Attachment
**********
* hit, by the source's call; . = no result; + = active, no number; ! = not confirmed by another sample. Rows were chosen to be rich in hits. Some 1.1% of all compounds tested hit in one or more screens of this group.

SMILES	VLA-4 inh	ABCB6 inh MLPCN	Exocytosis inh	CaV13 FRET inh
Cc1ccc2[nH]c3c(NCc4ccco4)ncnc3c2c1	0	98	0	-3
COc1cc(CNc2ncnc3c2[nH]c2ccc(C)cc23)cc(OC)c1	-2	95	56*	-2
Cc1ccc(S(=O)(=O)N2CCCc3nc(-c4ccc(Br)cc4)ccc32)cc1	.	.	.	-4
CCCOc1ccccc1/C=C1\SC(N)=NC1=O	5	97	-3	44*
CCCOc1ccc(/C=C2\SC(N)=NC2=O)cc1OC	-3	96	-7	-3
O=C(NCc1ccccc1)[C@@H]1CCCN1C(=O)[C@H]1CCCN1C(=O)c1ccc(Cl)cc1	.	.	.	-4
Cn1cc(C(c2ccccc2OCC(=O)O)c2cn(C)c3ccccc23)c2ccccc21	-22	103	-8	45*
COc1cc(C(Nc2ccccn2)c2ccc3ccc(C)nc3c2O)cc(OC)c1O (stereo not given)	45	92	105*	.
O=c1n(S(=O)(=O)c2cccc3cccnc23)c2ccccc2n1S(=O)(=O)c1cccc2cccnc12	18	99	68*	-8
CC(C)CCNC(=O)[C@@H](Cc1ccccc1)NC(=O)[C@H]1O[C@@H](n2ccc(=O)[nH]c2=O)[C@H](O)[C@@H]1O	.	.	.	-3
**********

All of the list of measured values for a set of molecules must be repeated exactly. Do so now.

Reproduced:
* hit, by the source's call; . = no result; + = active, no number; ! = not confirmed by another sample. Rows were chosen to be rich in hits. Some 1.1% of all compounds tested hit in one or more screens of this group.

SMILES	VLA-4 inh	ABCB6 inh MLPCN	Exocytosis inh	CaV13 FRET inh
Cc1ccc2[nH]c3c(NCc4ccco4)ncnc3c2c1	0	98	0	-3
COc1cc(CNc2ncnc3c2[nH]c2ccc(C)cc23)cc(OC)c1	-2	95	56*	-2
Cc1ccc(S(=O)(=O)N2CCCc3nc(-c4ccc(Br)cc4)ccc32)cc1	.	.	.	-4
CCCOc1ccccc1/C=C1\SC(N)=NC1=O	5	97	-3	44*
CCCOc1ccc(/C=C2\SC(N)=NC2=O)cc1OC	-3	96	-7	-3
O=C(NCc1ccccc1)[C@@H]1CCCN1C(=O)[C@H]1CCCN1C(=O)c1ccc(Cl)cc1	.	.	.	-4
Cn1cc(C(c2ccccc2OCC(=O)O)c2cn(C)c3ccccc23)c2ccccc21	-22	103	-8	45*
COc1cc(C(Nc2ccccn2)c2ccc3ccc(C)nc3c2O)cc(OC)c1O (stereo not given)	45	92	105*	.
O=c1n(S(=O)(=O)c2cccc3cccnc23)c2ccccc2n1S(=O)(=O)c1cccc2cccnc12	18	99	68*	-8
CC(C)CCNC(=O)[C@@H](Cc1ccccc1)NC(=O)[C@H]1O[C@@H](n2ccc(=O)[nH]c2=O)[C@H](O)[C@@H]1O	.	.	.	-3